Admittedly, I played Far: Lone Sails recently in anticipation of its follow up. I enjoyed it immensely but, to be fair, there wasn’t much about the game to dislike. Lone Sails was a brief, but calming adventure, representative of that special niche of indies designed to help you mellow out while solving uncomplicated puzzles. If you too enjoyed it, then you’ll be happy to know that developer Okomotive hasn’t messed with the recipe much with Far: Changing Tides. Diving right in, the game felt at once as familiar and cozy as a warm sweater.
Granted, there are some clear differences between the two. Instead of roving ever onward on a massive land vehicle, your new mode of transport is a ship sailing upon the seas. Your tiny character is still jump to cross gaps, as well as wander about inside and on the ship. But you’re more capable. You can climb ladders and, appropriate for the new nautical theme, swim underneath the waves. A propeller suit found early in the game lets you hold a button to dart forward under water.
Wander ever yonder
But for the most part, if you have played the previous game, it’s easy to snap back into the motions. After you get acquainted with your vessel, you return to the usual game of playing Bop It with its systems. Junk found scattered about your travels is crunched into fuel that powers a steam engine. Speed is increased by manning the bellows and strengthening the blaze. All the while, you keep an eye on your temperature gauge and use a water hose to cool the engine before it overheats.
You again have sails, but it’s now more involved than simply pressing a button. The button still exists, but once the mast extends skyward, you climb to the top and grab a rope to hook into the ship in order to bring up the canvas. Sliding control sticks allow you to move the sails in order to catch the best angle of the rushing wind. It’s also still a good idea to keep an eye on incoming objects or bridges, as smacking your sails into either can cause damage.
In a bit of a twist, however, you don’t only sail the open waters — you also go underneath. After acquiring a particular upgrade, your ship can turn into a submarine to crawl under the churning waves. It adds a whole new layer to the formula. Generally though, you don’t dive often. It’s mostly contextual, in which you meet up against an object barring your path. And since you can’t bust your way past, you go under, occasionally navigating your delicate ship through narrow caves. These are among the rare moments the normally tranquil Far: Changing Tides can feel a bit nerve-wracking.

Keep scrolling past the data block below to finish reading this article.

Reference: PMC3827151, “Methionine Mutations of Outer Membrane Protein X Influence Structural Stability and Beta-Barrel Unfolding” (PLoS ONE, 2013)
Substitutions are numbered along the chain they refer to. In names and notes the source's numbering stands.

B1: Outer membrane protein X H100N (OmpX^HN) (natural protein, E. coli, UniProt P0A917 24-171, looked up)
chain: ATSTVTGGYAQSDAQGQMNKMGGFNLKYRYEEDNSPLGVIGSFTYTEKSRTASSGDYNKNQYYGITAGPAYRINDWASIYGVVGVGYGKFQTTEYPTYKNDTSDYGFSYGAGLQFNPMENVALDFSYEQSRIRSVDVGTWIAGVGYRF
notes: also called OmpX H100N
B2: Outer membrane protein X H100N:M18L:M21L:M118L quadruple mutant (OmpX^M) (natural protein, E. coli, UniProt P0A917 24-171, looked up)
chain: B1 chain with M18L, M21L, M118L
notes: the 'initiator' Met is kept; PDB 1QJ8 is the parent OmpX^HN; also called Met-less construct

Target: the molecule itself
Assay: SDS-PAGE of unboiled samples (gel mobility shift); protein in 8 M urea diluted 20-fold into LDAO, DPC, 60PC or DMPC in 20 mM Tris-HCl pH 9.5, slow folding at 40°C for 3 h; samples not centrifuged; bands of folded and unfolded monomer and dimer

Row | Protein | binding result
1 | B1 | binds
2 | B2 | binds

You’ll figure it out
Most other times, stops in your expedition invite you to solve some of the game’s light puzzles. Lone Sails was much the same, in which you sleuth out ancient, long-abandoned machinery to re-open a passage. The puzzles are refreshingly breezy, and even in the rare moments where I felt momentarily lost, a solution presented itself once I tried every option.
Solving puzzles during the early game can also grant upgrades for your ship. The aforementioned submarine ability was a reward for one such puzzle. You also get an upgrade that makes your ship temporarily go faster or ram through obstacles. Most of your upgrades get added to your repertoire within the first couple of hours. Afterwards, the game merely challenges you to figure out which and when to use each one.
Breathe it in
Puzzle solving and pressing levers isn’t really what makes Far: Changing Tides (and its predecessor) so alluring, though. Changing Tides is appropriately drenched in atmosphere; calming and meditative, the moments I loved most took place between the action. The game is free of any dialogue, hints, and even a UI. You watch as the orange, painted sky gets swapped for the gloom of night. Placing my character on the bow of the ship, I would sink into my chair an let the lapping of the waves and beautiful, wistful soundtrack wash over me. Okomotive masters the feeling of calming isolation; few other games I’ve experienced can match it quite like Changing Tides and its kin.
Happily, for a game that has as much downtime, I never found it boring. The busier segments will see you scurrying about your ship, feeding the engine and using handheld repair device to fix broken components. A storm may roll in, piercing the dark night with lightning and causing your ship to rock. But it’s over just as quickly as it begun, and you’re back to drifting along.
You can zoom the camera in and out, and at a wider angle you’re able to move your view — even below the surface of the water. I’d suggest doing that from time to time. Far: Changing Tides is a lonely sojourn in a world seemingly devoid of human life. But if you look around, you might spot a fellow animal traveler.
My issues with the game are rare, truth be told. They’re mostly nitpicks about your character’s mobility. You can jump in the game, but at the apex your character drops like a rock. I nearly missed a couple of gaps because of how much my little friend hated heights. Your propulsion under water is also peculiar. When zooming through the water, letting go of the button causes your character to do a dead stop. As I said, nitpicks. But the lack of realistic momentum can be distracting at times.
Toward the distant horizon
The distractions, however, aren’t enough to truly take away from Far: Changing Tides. It’s an attractive, often relaxing game that doesn’t seek to overwhelm you with unnecessary action or exposition. There is lore: the occasional doomsday mural or derelict vessel offer some clues to piece together the stories of the past.
Changing Tides is roughly twice as long as the last game, coming in at around four or five hours. That in mind, those who played Lone Sails will certainly find more to love in its follow up. And for me, I was glad to return the melancholy world of Far. It was a short ride, but certainly one that’s memorable.
Continue Reading >>> Source link